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Panel A: Emerging Dynamics and Domestic Challenges in South Korea

Location: Rm. 1005

Mark Manson, author of bestseller “The Subtle Art of Not Giving a F*ck” , posted a video of his trip to South Korea on his YouTube channel in January. The title of the video was “I Traveled to the Most Depressed Country in the World. The video, which took an in-depth look at a generation of South Koreans depressed by a culture of materialism and excessive concern for what others think of them, with no sense of community, resonated with South Korean society. Why Korea is the most depressed country?

In the past few decades, Republic of Korea (South Korea) achieved a prosperous economy and democracy. This aspect provides a cornerstone upon which to build South Korean fruitful economic, social and cultural resources and promote them beyond its borders. South Korea is the world’s most dynamic country with a rapid economic growth but it’s also faced up with various challenges such as youth unemployment, precarious working conditions, exploding housing prices, old-age poverty, insufficient awareness of human rights, insensibility about gender and minority that remain to be solved. The country is also constantly receiving grave and growing threat posed by North Korea, land and maritime territorial disputes, nuclear proliferation, offensive military alliances and unilateral trade actions.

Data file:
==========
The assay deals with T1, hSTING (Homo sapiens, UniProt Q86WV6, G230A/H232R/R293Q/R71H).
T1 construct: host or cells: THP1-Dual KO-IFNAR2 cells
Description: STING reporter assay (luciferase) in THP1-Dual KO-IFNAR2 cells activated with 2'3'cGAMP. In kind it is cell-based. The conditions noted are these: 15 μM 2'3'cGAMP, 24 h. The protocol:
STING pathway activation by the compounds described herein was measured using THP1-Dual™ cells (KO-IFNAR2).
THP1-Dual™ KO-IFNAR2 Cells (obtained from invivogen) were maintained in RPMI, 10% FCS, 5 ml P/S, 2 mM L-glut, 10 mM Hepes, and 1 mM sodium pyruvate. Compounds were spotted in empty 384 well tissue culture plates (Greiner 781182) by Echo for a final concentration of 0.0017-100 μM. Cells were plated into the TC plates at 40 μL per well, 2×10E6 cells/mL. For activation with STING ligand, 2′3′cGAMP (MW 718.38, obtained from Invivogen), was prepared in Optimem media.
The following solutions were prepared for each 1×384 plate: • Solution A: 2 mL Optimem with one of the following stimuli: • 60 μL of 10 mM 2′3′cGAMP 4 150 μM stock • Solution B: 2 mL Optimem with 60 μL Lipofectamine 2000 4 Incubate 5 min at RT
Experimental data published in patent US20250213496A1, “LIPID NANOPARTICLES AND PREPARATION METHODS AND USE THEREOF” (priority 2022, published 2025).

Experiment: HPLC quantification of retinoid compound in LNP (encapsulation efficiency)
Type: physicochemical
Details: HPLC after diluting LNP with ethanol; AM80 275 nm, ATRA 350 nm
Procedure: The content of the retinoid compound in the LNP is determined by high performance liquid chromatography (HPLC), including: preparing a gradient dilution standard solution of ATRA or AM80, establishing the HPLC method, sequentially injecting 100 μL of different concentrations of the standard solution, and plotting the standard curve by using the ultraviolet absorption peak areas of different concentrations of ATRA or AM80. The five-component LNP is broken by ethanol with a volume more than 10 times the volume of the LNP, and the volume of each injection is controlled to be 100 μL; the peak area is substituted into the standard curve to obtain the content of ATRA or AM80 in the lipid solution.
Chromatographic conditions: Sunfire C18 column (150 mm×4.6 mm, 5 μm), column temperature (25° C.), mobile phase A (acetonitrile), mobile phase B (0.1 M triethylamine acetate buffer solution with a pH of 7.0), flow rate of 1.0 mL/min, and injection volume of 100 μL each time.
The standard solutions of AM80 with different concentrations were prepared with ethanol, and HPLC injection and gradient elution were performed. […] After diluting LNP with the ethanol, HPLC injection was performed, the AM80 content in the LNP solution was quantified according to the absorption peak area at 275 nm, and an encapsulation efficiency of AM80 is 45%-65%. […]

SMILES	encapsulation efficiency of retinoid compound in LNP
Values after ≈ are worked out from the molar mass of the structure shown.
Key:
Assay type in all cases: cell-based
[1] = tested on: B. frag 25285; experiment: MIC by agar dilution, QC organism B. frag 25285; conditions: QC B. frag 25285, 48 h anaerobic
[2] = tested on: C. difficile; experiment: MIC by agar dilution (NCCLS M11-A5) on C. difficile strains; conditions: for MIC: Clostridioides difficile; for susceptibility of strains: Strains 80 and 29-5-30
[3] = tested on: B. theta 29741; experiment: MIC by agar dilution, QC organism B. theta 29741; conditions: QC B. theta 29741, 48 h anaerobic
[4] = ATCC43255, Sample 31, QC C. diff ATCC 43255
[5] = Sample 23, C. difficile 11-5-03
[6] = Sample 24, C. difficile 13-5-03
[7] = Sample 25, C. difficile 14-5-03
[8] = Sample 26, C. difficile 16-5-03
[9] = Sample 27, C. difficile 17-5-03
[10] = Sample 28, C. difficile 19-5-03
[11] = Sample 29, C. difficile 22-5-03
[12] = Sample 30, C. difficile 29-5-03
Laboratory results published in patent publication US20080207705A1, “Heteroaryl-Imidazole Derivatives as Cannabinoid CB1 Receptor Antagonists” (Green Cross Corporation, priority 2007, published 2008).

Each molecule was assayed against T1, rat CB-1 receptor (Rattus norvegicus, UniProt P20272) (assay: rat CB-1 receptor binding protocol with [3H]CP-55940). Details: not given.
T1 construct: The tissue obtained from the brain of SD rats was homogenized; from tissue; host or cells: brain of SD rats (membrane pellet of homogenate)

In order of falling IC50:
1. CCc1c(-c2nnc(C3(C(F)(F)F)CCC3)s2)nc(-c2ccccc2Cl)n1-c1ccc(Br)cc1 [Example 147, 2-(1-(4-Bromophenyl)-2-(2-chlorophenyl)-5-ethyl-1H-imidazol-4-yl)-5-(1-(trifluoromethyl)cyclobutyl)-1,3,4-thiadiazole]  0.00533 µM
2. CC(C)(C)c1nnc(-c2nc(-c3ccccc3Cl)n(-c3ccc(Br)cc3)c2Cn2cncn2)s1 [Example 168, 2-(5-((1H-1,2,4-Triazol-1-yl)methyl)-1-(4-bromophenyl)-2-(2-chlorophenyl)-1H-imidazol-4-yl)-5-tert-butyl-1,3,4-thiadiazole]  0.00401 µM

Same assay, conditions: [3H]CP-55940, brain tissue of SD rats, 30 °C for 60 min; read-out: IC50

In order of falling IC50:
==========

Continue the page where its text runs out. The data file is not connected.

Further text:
Despite the challenges, in recent decade, South Korean culture has gained popularity worldwide with Hallyu wave thanks to the development of new technology and globalization. It has also influenced the world economy, and the rapid expansion of social consciousness on equality have had a positive impact on the domestic ecosystem of social, cultural, economic and legal industry.

However, Korea is changing rapidly based on its geopolitical position and unique dynamics. In particular, looking at South Korea’s current response to the global agenda and the challenge of inequality is an important reference for active engagement and leadership in the international community’s inequality agenda.

How is South Korea finding its place on becoming an equal nation? We will review this question by inviting three different fields and aspects: economy, law and gender.

Panel presentations:

Yewon Kim, “How can the law be a tool to realize equality for vulnerable people?”

Visiting Scholar, Carolina Asia Center

Miae Kim, “The shadow of rapid growth, the unbalanced economy”

Visiting Scholar, Carolina Asia Center

Jinwon Lee, “Reflecting Gender Equality through the lens of Korean media”

Visiting Scholar, Carolina Asia Center